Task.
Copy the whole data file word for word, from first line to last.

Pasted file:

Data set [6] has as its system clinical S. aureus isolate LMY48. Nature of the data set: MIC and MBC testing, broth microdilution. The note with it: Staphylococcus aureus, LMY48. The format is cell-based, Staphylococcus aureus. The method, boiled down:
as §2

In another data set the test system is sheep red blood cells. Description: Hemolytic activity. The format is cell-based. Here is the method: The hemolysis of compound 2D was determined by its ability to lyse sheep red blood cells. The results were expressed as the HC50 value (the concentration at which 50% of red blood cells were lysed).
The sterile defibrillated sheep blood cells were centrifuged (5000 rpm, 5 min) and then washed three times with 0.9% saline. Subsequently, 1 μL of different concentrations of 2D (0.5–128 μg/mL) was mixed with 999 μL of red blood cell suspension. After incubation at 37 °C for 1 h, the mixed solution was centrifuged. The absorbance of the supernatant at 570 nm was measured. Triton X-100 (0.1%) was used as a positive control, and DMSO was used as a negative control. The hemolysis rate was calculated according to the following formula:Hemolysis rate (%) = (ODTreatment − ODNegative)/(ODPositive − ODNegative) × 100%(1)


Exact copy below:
Data set [6] has as its system clinical S. aureus isolate LMY48. Nature of the data set: MIC and MBC testing, broth microdilution. The note with it: Staphylococcus aureus, LMY48. The format is cell-based, Staphylococcus aureus. The method, boiled down:
as §2

In another data set the test system is sheep red blood cells. Description: Hemolytic activity. The format is cell-based. Here is the method: The hemolysis of compound 2D was determined by its ability to lyse sheep red blood cells. The results were expressed as the HC50 value (the concentration at which 50% of red blood cells were lysed).
The sterile defibrillated sheep blood cells were centrifuged (5000 rpm, 5 min) and then washed three times with 0.9% saline. Subsequently, 1 μL of different concentrations of 2D (0.5–128 μg/mL) was mixed with 999 μL of red blood cell suspension. After incubation at 37 °C for 1 h, the mixed solution was centrifuged. The absorbance of the supernatant at 570 nm was measured. Triton X-100 (0.1%) was used as a positive control, and DMSO was used as a negative control. The hemolysis rate was calculated according to the following formula:Hemolysis rate (%) = (ODTreatment − ODNegative)/(ODPositive − ODNegative) × 100%(1)